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Imagine having a tank of compressed air to feed an organ. Would the pipes still vibrate when played? If so, would the frequency be different? And how many decibels quieter would it sound if you put your ear/helmet directly in the path of the exiting air?

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  • $\begingroup$ You may find this interesting (not a full answer but it relates to low air pressures inside a suit, for example): quora.com/Why-is-it-not-possible-to-whistle-in-a-space-suit $\endgroup$ – Andy Dec 15 '15 at 16:53
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    $\begingroup$ Sound waves in expanding air is perhaps something for the physics stack exchange. $\endgroup$ – Hohmannfan Dec 15 '15 at 18:09
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They wouldn't work.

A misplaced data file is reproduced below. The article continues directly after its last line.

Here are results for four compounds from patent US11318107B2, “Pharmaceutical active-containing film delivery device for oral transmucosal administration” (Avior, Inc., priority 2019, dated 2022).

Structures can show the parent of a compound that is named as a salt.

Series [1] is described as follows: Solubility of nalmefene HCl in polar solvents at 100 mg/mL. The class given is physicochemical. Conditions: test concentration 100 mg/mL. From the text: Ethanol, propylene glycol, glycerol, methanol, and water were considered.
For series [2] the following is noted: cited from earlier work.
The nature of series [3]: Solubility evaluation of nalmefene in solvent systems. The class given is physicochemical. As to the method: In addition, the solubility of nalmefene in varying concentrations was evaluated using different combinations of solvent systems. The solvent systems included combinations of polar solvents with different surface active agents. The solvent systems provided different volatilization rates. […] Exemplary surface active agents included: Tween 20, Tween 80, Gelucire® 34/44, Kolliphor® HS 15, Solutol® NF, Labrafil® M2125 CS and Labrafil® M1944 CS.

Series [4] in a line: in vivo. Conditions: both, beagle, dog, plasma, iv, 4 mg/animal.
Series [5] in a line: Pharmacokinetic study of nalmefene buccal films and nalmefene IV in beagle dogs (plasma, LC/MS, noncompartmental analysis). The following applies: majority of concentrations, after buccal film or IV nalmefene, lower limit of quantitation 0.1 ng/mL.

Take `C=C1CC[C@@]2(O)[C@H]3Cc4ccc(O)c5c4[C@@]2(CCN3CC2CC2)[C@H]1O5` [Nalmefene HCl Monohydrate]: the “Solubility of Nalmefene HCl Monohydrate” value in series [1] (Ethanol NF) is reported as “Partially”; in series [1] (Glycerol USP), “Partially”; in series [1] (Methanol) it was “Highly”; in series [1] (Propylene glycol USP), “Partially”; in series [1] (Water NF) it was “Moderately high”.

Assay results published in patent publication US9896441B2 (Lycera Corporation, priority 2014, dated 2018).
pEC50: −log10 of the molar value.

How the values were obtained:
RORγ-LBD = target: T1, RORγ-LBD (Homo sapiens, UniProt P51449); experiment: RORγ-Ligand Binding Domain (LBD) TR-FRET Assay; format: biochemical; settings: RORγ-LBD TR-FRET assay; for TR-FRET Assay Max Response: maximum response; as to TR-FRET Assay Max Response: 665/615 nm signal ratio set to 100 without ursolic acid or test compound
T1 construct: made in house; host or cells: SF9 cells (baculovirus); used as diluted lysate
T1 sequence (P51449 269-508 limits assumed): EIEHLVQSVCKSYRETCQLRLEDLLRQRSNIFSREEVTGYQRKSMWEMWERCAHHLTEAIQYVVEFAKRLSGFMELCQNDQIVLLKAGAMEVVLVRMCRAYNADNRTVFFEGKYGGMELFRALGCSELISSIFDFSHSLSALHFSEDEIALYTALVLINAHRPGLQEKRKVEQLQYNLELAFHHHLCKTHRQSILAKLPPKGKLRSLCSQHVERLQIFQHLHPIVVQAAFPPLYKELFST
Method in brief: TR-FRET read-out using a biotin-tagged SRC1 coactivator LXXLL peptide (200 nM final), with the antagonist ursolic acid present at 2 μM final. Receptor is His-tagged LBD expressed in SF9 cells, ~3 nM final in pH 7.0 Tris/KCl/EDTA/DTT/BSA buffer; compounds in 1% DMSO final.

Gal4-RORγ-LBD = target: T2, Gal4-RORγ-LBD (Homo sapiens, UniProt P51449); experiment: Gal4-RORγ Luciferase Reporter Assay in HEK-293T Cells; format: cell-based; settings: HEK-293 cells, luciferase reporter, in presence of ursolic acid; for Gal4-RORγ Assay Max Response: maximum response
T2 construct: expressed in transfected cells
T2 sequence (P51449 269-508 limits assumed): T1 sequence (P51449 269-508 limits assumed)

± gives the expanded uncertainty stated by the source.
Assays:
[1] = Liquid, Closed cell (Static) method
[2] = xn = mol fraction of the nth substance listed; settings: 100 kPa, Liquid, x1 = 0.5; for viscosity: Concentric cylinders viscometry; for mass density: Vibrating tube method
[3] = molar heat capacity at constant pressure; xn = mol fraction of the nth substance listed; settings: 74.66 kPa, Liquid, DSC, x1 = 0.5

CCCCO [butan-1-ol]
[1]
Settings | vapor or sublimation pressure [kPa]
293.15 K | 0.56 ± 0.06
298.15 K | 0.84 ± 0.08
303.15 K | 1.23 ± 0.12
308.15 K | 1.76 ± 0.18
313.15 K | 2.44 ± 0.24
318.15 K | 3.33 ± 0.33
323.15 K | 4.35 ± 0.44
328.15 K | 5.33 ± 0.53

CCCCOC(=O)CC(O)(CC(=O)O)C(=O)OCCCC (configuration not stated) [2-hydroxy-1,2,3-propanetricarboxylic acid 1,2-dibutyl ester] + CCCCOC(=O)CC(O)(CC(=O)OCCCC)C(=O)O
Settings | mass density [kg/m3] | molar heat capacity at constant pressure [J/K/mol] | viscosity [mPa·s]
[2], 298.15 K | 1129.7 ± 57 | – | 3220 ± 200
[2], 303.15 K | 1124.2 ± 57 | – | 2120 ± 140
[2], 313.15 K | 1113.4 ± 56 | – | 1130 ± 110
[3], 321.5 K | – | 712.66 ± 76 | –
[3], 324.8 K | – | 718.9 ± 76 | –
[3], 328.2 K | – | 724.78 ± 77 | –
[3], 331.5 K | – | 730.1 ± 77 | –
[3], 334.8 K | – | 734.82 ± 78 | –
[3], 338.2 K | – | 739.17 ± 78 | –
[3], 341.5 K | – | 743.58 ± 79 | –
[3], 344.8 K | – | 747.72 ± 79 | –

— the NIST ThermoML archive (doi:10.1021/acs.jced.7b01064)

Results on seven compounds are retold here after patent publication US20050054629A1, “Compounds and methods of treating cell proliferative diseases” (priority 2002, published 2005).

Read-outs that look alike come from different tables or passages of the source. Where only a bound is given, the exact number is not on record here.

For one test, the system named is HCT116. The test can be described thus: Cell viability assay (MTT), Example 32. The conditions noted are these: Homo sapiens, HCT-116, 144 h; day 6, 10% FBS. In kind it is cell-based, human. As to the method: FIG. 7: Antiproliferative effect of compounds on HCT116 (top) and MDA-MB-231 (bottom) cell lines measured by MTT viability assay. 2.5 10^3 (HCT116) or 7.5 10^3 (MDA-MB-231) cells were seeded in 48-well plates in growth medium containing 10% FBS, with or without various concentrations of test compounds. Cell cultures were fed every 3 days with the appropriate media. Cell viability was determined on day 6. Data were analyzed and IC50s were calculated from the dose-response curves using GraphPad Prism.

In a pipe, wind blowing over the fipple, or past a reed causes vortices which give lots of different frequencies. Then at the open end of the pipe (or open finger holes) the change to a fixed pressure causes most of the vibration to be reflected back down the pipe, setting up standing waves at various harmonics, which produce the tone. With no atmosphere in space, the air would rush explosively down the pipe, there would be no reflection, no establishment of standing waves, hence no tone formed.

If you put a microphone on the body of the instrument you would probably pick up a lot of noise, of rushing air. You would not get a tone. The air down the pipe would be moving quite fast. Don't put your head in the way!

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